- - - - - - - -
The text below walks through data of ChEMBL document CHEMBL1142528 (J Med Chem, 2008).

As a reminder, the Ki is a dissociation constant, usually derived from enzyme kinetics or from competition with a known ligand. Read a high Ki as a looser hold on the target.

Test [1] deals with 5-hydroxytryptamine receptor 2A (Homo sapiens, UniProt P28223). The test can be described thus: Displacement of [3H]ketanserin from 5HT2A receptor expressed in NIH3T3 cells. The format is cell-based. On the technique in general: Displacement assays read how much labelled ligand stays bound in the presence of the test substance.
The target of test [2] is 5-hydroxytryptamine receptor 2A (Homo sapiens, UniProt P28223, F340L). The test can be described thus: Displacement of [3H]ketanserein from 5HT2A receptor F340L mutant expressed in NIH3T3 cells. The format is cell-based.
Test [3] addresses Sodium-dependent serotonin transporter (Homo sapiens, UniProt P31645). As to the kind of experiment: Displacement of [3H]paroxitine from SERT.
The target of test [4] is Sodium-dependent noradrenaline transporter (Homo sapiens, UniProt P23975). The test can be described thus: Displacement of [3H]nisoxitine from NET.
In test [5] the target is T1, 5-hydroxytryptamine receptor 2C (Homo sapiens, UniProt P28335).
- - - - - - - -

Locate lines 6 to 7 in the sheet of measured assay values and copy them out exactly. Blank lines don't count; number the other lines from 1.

The target of test [4] is Sodium-dependent noradrenaline transporter (Homo sapiens, UniProt P23975). The test can be described thus: Displacement of [3H]nisoxitine from NET.
In test [5] the target is T1, 5-hydroxytryptamine receptor 2C (Homo sapiens, UniProt P28335).